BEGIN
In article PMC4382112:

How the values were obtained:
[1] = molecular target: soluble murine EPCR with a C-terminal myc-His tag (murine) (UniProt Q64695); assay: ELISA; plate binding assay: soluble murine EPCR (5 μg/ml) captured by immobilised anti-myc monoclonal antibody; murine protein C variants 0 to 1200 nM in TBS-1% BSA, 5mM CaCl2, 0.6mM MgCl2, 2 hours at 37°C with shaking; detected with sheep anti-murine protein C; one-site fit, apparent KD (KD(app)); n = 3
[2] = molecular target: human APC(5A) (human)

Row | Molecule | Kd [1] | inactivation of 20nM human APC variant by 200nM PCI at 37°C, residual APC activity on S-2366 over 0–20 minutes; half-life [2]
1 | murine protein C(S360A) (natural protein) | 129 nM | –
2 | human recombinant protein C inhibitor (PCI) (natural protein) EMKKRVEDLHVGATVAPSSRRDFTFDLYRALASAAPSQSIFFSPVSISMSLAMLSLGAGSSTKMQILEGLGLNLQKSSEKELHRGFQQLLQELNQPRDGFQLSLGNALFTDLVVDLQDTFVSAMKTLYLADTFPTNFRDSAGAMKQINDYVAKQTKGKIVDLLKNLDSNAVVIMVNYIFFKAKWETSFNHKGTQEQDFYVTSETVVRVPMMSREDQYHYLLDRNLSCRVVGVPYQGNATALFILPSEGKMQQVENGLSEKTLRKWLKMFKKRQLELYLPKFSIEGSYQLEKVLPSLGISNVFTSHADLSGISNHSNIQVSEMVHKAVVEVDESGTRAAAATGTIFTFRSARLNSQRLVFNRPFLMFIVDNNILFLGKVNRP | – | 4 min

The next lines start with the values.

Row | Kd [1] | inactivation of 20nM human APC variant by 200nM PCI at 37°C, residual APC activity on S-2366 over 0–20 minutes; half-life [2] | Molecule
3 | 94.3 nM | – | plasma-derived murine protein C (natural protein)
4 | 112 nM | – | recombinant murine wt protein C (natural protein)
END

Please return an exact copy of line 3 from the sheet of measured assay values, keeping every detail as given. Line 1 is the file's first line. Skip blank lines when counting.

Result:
[1] = molecular target: soluble murine EPCR with a C-terminal myc-His tag (murine) (UniProt Q64695); assay: ELISA; plate binding assay: soluble murine EPCR (5 μg/ml) captured by immobilised anti-myc monoclonal antibody; murine protein C variants 0 to 1200 nM in TBS-1% BSA, 5mM CaCl2, 0.6mM MgCl2, 2 hours at 37°C with shaking; detected with sheep anti-murine protein C; one-site fit, apparent KD (KD(app)); n = 3